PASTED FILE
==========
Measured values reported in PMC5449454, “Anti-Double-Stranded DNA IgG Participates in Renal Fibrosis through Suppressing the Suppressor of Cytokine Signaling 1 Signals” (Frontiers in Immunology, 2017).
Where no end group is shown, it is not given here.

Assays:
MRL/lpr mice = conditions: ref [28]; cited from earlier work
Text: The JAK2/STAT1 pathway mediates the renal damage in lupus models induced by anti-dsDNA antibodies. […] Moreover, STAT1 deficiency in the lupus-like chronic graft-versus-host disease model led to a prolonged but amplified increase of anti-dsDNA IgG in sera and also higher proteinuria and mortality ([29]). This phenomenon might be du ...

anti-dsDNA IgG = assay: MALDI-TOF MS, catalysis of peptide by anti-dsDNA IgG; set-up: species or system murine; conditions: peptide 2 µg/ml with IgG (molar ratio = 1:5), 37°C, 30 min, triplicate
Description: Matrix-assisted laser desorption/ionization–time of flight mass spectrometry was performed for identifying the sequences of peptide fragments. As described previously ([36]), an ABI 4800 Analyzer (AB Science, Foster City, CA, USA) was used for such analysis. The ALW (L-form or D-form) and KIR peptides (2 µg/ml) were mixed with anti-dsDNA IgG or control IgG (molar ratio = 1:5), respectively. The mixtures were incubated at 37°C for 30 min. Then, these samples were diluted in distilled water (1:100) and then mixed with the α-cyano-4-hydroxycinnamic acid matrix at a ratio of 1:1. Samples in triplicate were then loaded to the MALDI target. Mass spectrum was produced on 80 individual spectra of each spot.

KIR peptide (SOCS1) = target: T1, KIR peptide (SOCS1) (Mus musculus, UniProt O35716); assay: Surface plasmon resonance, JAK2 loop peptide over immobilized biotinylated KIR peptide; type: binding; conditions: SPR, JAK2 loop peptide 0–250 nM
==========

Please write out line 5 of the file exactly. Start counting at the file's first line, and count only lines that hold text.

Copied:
Text: The JAK2/STAT1 pathway mediates the renal damage in lupus models induced by anti-dsDNA antibodies. […] Moreover, STAT1 deficiency in the lupus-like chronic graft-versus-host disease model led to a prolonged but amplified increase of anti-dsDNA IgG in sera and also higher proteinuria and mortality ([29]). This phenomenon might be du ...